Irma Thomas, Barbican, London

Andy Gill
Saturday 22 October 2011 22:27

As is the way with R&B royalty, the Soul Queen Of New Orleans is heralded by her band's loosener, a muscular "Superstition" that gets the crowd primed for some fatback funk. But when she is announced, Irma Thomas is nowhere to be seen, her voice appearing to float down from heaven. She finally appears, led gingerly up the steps stage left, microphone in hand, her voice astonishingly clear for one now into her eighth decade.

Her longevity may have something to do with a relative lack of mainstream success: unlike many of her soul peers from the Sixties, Thomas has performed constantly since, and that workload has helped her voice retain its power and emotional subtlety. As she works through hits such as "Time Is On My Side", "Ruler Of My Heart", "It's Raining", the bustling "Break-a-Way" and the majestic "Take A Look", her ability to sustain high notes is quite extraordinary. It seems a truly effortless delivery, Thomas barely opening her mouth as she sings and mining each phrase for maximum impact: her focus on the emotional heart of a line is like a dart through the soul.

Punctuating her show with genial patter about the effects of ageing – which in her case seem minimal – Thomas draws material from all corners of her career, the early hits balanced by later successes such as "In The Middle Of It All", from the Grammy-winning After The Rain (2007), which was recorded after Hurricane Katrina destroyed her Lion's Den club in New Orleans.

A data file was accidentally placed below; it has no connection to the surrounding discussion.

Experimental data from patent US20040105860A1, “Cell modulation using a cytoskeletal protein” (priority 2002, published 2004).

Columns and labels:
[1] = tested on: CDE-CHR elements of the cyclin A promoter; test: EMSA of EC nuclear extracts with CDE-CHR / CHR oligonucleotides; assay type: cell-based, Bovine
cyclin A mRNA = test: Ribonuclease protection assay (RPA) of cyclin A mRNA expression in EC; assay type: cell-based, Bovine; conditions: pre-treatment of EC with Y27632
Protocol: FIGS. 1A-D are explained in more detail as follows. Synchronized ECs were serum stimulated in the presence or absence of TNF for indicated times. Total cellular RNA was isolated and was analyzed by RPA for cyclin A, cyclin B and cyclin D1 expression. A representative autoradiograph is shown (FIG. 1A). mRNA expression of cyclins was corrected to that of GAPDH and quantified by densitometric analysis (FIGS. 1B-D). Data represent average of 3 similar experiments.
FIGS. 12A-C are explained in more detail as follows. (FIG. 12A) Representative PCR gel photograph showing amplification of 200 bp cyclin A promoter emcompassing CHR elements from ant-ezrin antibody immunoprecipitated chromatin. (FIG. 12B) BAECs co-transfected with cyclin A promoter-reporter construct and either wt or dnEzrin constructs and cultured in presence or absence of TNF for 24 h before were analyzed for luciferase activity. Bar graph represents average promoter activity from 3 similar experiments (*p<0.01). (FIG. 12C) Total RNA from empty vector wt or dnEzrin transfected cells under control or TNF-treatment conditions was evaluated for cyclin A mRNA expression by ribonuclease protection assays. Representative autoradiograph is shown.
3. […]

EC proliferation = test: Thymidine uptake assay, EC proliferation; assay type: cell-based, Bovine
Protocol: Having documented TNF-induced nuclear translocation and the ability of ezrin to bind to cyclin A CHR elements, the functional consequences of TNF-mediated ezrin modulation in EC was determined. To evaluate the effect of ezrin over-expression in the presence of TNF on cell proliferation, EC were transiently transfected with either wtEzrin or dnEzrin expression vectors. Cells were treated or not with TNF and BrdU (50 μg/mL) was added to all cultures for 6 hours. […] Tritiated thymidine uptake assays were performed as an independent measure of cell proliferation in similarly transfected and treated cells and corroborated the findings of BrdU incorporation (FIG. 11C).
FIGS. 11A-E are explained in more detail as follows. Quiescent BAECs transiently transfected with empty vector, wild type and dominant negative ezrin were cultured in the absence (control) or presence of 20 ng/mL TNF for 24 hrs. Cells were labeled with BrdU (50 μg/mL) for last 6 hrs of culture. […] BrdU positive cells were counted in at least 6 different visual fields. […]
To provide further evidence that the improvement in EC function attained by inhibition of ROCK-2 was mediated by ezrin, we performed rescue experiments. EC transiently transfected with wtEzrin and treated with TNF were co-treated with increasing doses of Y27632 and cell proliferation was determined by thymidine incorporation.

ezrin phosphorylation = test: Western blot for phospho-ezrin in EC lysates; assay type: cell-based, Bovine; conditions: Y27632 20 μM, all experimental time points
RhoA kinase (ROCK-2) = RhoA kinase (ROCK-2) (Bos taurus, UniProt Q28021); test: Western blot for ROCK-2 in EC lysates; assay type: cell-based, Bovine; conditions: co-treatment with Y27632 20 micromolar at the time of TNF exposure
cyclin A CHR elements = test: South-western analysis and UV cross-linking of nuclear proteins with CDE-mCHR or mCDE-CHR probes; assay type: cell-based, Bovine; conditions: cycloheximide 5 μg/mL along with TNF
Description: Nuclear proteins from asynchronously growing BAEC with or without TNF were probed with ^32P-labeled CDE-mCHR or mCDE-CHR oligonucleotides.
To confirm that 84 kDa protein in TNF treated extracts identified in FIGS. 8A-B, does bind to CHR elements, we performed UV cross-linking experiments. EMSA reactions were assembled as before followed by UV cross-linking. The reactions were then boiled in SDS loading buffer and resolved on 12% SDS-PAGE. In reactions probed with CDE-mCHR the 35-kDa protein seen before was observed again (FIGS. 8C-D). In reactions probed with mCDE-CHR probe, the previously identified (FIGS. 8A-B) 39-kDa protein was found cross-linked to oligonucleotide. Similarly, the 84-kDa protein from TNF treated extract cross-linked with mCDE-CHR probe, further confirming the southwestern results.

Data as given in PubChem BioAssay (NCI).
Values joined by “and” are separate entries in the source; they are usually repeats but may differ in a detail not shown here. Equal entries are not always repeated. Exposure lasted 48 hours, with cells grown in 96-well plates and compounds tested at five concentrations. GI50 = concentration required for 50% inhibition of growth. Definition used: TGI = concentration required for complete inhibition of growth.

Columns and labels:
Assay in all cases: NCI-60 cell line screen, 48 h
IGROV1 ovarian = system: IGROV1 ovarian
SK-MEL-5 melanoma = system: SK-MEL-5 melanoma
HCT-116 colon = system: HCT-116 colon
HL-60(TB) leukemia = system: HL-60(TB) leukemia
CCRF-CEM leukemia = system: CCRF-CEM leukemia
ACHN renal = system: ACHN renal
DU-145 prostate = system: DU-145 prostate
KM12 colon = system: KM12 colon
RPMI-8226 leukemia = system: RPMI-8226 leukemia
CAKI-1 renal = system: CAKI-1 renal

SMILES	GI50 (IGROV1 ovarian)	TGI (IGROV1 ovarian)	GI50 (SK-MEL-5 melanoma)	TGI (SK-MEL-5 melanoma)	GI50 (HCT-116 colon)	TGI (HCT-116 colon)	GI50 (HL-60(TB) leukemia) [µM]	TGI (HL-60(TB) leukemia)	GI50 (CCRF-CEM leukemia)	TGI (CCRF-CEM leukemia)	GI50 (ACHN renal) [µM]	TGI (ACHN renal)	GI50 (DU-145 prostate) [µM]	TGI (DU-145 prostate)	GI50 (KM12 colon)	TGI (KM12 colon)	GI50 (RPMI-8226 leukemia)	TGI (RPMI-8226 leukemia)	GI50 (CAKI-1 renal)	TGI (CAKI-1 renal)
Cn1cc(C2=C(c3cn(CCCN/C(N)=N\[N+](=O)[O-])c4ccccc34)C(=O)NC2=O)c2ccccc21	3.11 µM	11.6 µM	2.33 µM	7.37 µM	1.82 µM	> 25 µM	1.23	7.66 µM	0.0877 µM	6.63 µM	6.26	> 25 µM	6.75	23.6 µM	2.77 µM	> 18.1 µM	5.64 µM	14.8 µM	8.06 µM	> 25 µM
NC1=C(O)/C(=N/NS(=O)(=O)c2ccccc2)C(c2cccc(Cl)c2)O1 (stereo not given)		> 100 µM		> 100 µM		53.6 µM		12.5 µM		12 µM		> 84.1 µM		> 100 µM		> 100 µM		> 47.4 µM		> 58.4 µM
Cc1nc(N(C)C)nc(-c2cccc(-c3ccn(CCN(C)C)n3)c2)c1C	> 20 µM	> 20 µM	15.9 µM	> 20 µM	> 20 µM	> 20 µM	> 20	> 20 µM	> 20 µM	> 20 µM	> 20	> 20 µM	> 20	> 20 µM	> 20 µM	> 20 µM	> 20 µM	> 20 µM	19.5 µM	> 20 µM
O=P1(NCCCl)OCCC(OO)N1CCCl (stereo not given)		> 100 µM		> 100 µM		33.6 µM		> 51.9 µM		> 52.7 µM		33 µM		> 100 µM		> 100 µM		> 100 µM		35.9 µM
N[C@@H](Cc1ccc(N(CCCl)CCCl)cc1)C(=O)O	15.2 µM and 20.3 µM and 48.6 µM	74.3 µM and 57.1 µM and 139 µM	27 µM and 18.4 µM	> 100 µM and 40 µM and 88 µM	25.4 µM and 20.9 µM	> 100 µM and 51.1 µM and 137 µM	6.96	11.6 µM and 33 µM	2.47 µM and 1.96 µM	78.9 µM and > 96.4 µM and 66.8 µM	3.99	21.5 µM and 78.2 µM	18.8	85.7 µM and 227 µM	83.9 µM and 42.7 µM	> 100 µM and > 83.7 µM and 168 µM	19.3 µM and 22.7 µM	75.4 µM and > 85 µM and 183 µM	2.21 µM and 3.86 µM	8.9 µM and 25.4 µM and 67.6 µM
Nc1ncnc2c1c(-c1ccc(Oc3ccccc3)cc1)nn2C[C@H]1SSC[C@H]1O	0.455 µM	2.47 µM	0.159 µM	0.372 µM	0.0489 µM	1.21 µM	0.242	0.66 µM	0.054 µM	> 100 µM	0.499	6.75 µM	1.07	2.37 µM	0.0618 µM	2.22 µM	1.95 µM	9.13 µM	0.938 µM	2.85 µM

Statuesque in a sparkly, floor-length white gown, Thomas sways gently as her band peels off groove after groove, deftly handling audience requests for even the most outré items in her back catalogue. "We'll get that one out of the way, then get to the easy ones," she instructs the musicians, before launching into "Yours Until Tomorrow". The song's pleading is handled with remarkable poise.

Occasionally, she consults a huge tome on a lectern, to remind herself of a lyric. The thickness of the book is testament to an extraordinary career. "I haven't done that one for over 20 years!" she marvels, while searching for "In Between Tears", which she sings acappella, since her band hasn't rehearsed the song.

When you've been performing for over half a century, you get the job done any way it takes.

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